Sunday, March 20, 2011

The Leprechauns are Marching...

OK, so I'm a little late for a proper St. Patrick's Day post, but there are lots of St. Paddy's parades today, so I figured I could still post this recipe.

Growing up, as the daughter of a kindergarten teacher, every holiday was a big deal. We celebrated every holiday - major or minor - and Mom made a big deal of decorating and making special foods in honor of the current holiday. I remember coming down for breakfast before school on Valentine's Day and St. Patrick's Day, and Mom would have the table set with all kinds of decorations and a themed breakfast. It really was fun and now, as a grown-up, not even having kids of my own, I wonder how she found the time and energy to do it!

For St. Patrick's Day, mom would make this amazing Irish Scawn Bread, with raisins and this crisp sugary topping... Although it's so delicious (especially toasted and drenched in butter), it's actually quite low fat. So - I thought it appropriate to include it in healthy.tasty.easy!

This bread is so delicious it's easy to keep slicing a I decided to make muffins this year instead of a loaf, an attempt at portion control. The recipe makes 24 muffins (or two loaves) so it's up to you how to make them! Although this is an "Irish" recipe it tastes just as good in October as it does in March... you could mix it up a bit by using dried cranberries instead of the raisins. In this version I substituted half of the all-purpose flour with whole wheat pastry flour to add a bit of fiber.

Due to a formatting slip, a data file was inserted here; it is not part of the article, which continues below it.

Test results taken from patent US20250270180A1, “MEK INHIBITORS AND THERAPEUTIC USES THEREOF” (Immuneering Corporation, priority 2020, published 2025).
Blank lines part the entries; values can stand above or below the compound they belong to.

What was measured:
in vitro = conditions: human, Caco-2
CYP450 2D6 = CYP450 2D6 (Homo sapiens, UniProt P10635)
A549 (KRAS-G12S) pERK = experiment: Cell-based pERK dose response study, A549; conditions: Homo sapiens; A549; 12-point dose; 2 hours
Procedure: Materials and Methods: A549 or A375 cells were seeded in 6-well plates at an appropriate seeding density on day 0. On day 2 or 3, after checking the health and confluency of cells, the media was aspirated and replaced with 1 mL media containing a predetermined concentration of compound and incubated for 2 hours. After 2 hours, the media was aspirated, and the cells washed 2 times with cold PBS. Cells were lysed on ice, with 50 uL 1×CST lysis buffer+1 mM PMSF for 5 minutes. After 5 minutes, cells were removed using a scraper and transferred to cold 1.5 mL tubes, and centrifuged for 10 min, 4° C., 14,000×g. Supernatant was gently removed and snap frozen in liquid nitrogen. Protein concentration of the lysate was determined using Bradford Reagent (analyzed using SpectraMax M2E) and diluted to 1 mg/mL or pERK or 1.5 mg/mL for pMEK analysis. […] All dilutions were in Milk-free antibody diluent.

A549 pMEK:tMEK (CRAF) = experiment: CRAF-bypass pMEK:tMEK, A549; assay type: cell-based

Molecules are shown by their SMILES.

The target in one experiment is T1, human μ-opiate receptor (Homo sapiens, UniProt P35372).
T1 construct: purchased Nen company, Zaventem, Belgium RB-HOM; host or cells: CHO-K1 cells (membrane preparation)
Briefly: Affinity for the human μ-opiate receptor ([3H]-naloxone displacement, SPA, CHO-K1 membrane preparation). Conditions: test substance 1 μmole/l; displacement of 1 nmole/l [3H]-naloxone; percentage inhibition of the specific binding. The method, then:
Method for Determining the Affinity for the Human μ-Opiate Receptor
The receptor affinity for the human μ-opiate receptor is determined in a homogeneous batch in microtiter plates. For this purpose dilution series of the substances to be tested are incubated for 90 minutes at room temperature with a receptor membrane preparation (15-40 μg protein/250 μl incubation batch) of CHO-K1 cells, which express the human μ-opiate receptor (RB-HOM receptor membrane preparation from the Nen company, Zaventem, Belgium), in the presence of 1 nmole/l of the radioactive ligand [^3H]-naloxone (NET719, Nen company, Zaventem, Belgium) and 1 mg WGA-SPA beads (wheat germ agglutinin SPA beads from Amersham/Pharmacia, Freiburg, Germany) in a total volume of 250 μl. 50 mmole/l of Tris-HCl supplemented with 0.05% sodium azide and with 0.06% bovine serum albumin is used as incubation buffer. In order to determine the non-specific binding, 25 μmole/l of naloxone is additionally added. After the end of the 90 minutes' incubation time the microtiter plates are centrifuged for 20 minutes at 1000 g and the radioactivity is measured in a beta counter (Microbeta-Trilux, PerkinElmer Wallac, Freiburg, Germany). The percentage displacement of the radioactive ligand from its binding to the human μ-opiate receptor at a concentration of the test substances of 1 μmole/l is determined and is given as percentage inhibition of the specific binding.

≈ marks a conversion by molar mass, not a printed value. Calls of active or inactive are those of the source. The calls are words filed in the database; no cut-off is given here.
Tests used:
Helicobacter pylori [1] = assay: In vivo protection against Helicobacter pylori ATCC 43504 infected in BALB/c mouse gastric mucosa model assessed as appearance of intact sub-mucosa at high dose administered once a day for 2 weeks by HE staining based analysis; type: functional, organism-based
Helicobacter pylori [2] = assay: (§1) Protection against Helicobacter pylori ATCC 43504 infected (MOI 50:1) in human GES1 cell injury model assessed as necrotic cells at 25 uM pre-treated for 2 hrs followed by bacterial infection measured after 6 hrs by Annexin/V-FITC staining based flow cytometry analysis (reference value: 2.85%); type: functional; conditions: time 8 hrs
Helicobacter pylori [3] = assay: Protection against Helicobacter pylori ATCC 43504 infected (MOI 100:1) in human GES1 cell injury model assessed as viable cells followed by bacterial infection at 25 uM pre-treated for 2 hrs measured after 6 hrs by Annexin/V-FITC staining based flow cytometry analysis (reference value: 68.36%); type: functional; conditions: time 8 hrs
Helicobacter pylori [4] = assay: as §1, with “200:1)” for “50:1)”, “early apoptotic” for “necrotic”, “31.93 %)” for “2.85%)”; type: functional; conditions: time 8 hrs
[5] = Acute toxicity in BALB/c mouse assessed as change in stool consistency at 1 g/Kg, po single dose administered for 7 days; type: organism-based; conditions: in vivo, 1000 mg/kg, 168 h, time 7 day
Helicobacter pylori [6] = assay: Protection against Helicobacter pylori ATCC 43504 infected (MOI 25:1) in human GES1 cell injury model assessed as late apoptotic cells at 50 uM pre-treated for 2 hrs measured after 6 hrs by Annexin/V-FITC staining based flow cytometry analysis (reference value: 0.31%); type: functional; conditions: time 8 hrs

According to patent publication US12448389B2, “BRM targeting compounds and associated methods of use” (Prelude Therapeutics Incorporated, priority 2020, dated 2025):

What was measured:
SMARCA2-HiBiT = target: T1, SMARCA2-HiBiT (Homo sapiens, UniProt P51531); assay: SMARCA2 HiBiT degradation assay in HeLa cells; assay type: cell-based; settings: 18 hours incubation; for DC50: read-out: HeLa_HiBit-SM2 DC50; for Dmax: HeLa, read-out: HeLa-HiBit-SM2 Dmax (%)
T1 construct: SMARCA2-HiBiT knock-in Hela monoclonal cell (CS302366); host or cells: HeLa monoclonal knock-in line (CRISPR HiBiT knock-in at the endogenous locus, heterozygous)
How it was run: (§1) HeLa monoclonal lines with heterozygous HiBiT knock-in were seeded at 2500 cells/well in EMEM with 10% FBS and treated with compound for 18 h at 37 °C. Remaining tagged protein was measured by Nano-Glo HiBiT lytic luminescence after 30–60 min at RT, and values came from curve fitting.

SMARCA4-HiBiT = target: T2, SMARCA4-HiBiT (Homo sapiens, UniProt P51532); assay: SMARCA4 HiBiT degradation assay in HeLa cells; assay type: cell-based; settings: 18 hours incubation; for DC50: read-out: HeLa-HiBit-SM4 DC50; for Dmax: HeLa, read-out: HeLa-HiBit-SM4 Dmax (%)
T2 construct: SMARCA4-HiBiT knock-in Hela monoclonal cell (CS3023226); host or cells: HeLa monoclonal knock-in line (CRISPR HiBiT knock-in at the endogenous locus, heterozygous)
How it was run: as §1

Mom's Irish Scawn
  • 4 cups flour (2 cups all-purpose plus 2 cups whole wheat pastry flour)
  • 1 cup sugar
  • 5 t. baking powder
  • 1 t. salt
  • 1 1/2 cup raisins (mini raisins work best)
  • 2 eggs
  • 3/4 - 1 1/2 cups fat free buttermilk
  • 1 T. vanilla extract
  • 1/2 c. granulated or sanding sugar
  1. Preheat oven to 350 degrees
  2. In a large mixing bowl, mix together the flour, sugar, baking powder, and salt. Add the raisins and mix well.
  3. In a liquid measuring cup, lightly beat the eggs. Add enough buttermilk to bring the total contents up to the 1 cup mark. Add vanilla, then pour into the flour mixture.
  4. Here's the warning about the mixing part... it's not easy. The dough is going to be a bit intense - mix the batter, and add buttermilk gradually so that the mixture is moist but not too moist. Once you've incorporated all of the dry ingredients, you're done. Turn the batter into 2 9x5 loaf pans, or 2 12-muffin muffin tins.
  5. Place into the oven. For the loaves, you'll cook a total of 40-45 minutes, while the muffins will need 25-30 minutes.
  6. Glaze: 5 minutes before the end of baking time, add enough water to the 1/2 cup granulated or sanding sugar to make a relatively thin glaze. Spoon it over the top of the loaves or muffins (about 1 t. per muffin) and put the pans back in the oven to finish baking. Don't worry of the "glaze" seems a bit watery; it'll all bake off.
  7. The scawn is done when a toothpick (or piece of uncooked spaghetti) is inserted and comes out clean. Take the scawn out of the oven and cool. Enjoy!
Nutrition information: Per muffin or slice (assuming 24 slices): 137 cals, 29 g carbs, 2 g fiber, 1 g fat, 3 g protein

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